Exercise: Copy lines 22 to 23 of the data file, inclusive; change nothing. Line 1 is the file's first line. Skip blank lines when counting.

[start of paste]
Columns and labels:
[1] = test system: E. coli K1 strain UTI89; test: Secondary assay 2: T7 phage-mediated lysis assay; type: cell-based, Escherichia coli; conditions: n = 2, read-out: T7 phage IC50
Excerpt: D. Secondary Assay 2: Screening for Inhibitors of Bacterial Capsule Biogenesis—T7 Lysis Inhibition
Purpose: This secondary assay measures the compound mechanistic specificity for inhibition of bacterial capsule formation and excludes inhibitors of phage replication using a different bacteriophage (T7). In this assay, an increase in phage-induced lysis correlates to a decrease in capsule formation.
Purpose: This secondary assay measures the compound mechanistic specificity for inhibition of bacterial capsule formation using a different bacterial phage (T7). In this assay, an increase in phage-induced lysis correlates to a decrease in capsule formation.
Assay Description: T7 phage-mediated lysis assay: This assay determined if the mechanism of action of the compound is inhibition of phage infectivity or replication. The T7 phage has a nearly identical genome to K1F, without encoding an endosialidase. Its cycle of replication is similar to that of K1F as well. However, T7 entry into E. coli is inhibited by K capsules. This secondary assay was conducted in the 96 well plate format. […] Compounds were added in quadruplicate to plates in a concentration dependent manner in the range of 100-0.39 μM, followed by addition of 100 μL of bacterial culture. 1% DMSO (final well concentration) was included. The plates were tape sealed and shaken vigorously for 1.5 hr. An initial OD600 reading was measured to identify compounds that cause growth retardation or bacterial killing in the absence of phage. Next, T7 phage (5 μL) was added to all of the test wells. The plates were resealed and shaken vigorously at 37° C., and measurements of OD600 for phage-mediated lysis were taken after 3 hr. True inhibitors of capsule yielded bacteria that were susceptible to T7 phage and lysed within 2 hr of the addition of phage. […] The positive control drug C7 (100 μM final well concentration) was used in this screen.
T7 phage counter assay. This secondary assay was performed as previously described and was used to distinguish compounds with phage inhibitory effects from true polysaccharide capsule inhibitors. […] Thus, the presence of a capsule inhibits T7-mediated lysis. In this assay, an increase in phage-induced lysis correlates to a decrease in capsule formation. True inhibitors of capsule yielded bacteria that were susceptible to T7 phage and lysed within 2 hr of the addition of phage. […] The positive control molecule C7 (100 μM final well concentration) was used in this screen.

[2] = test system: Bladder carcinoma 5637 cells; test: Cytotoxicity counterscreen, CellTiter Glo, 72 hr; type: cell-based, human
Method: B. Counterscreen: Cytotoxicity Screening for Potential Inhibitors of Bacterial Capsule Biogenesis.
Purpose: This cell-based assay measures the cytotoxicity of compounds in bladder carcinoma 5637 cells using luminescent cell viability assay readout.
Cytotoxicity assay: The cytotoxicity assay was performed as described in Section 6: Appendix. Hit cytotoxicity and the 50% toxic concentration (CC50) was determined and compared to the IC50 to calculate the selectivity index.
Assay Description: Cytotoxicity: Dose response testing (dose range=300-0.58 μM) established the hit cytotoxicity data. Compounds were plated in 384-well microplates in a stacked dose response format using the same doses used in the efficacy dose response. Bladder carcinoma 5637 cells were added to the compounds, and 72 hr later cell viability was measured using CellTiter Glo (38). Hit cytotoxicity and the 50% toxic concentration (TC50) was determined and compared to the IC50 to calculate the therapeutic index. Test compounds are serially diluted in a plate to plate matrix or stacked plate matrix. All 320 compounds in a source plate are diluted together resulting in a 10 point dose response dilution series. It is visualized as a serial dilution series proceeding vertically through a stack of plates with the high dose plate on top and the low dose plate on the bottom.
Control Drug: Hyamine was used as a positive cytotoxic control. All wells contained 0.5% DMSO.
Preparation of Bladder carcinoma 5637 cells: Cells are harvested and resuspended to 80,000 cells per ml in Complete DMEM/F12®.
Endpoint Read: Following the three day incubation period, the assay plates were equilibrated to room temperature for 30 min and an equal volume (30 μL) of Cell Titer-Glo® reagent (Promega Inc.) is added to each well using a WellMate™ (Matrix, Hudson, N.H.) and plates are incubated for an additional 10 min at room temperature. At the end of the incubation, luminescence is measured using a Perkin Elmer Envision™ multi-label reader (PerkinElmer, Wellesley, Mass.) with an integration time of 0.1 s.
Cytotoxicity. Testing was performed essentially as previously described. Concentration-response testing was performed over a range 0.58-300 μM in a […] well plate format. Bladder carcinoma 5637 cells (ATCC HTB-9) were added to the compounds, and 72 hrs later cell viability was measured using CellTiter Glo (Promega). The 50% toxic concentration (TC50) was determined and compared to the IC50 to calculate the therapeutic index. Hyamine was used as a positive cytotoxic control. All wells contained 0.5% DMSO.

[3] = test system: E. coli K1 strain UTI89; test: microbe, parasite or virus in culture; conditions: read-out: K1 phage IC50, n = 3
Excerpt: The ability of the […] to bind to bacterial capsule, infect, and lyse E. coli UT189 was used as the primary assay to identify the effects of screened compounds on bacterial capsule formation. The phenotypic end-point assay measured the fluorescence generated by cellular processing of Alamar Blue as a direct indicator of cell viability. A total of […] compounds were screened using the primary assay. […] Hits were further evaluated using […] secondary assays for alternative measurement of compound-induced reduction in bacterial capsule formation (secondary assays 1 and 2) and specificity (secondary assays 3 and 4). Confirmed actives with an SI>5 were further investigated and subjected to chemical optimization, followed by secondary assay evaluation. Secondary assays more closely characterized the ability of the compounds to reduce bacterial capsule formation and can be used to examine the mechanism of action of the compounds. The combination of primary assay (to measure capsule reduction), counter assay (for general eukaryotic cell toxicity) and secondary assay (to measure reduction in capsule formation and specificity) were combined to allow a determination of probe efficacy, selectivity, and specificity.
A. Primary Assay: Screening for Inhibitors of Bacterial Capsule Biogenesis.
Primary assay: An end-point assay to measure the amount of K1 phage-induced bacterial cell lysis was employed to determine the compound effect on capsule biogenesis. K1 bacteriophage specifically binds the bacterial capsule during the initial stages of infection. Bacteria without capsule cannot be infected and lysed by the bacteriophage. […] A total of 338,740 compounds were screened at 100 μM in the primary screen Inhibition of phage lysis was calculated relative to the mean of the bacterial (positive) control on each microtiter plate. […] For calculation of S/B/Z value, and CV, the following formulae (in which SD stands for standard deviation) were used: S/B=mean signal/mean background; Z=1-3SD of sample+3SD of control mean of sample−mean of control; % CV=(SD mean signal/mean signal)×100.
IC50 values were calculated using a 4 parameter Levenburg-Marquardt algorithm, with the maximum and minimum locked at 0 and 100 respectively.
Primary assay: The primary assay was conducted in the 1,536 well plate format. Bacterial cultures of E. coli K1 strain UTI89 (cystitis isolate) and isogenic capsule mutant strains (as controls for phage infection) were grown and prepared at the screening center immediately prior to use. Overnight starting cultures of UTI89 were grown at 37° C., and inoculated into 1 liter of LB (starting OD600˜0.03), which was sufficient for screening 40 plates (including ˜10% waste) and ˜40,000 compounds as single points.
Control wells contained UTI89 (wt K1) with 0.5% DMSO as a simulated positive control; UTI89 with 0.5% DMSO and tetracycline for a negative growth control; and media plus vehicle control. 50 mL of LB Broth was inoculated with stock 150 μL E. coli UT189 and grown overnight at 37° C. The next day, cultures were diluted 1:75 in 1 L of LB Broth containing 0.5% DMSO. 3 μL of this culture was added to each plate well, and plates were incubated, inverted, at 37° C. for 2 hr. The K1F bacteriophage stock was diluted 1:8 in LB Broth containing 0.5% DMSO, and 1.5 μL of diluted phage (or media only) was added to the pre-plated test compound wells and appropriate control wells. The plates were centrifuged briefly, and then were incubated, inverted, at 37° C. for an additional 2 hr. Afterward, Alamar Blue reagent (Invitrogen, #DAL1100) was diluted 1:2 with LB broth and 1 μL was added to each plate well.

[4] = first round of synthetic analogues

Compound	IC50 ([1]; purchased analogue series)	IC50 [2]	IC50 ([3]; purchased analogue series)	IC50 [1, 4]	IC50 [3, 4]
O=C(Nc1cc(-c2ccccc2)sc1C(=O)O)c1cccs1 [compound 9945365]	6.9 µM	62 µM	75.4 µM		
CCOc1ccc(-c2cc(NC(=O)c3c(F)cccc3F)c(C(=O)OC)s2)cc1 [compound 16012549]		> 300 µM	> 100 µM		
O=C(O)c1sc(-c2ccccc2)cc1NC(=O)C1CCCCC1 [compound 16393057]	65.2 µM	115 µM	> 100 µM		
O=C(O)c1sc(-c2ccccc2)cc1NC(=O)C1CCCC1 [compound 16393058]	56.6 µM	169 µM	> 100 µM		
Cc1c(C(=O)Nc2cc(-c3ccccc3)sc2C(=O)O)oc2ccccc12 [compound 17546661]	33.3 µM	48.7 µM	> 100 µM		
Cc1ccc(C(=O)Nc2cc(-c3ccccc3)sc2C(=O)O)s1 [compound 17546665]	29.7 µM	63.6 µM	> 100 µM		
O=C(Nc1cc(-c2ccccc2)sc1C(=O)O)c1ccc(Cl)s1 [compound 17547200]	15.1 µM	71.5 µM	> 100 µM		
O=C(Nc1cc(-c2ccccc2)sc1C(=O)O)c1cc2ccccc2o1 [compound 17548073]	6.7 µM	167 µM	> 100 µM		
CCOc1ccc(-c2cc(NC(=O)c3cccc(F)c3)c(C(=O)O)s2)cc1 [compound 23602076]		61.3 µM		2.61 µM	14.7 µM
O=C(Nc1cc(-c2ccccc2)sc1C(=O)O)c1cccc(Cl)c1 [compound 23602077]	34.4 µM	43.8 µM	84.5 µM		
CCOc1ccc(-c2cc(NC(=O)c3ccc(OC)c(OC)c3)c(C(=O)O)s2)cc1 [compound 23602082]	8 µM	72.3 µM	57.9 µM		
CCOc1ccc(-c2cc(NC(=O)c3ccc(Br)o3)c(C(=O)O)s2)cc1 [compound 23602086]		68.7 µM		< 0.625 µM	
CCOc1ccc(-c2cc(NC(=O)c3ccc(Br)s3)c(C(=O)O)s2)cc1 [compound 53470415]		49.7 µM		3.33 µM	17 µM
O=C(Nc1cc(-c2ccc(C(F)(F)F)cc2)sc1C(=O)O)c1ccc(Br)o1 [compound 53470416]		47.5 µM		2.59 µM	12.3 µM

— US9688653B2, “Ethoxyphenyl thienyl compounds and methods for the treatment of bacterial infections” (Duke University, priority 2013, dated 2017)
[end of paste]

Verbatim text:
Primary assay: The primary assay was conducted in the 1,536 well plate format. Bacterial cultures of E. coli K1 strain UTI89 (cystitis isolate) and isogenic capsule mutant strains (as controls for phage infection) were grown and prepared at the screening center immediately prior to use. Overnight starting cultures of UTI89 were grown at 37° C., and inoculated into 1 liter of LB (starting OD600˜0.03), which was sufficient for screening 40 plates (including ˜10% waste) and ˜40,000 compounds as single points.
Control wells contained UTI89 (wt K1) with 0.5% DMSO as a simulated positive control; UTI89 with 0.5% DMSO and tetracycline for a negative growth control; and media plus vehicle control. 50 mL of LB Broth was inoculated with stock 150 μL E. coli UT189 and grown overnight at 37° C. The next day, cultures were diluted 1:75 in 1 L of LB Broth containing 0.5% DMSO. 3 μL of this culture was added to each plate well, and plates were incubated, inverted, at 37° C. for 2 hr. The K1F bacteriophage stock was diluted 1:8 in LB Broth containing 0.5% DMSO, and 1.5 μL of diluted phage (or media only) was added to the pre-plated test compound wells and appropriate control wells. The plates were centrifuged briefly, and then were incubated, inverted, at 37° C. for an additional 2 hr. Afterward, Alamar Blue reagent (Invitrogen, #DAL1100) was diluted 1:2 with LB broth and 1 μL was added to each plate well.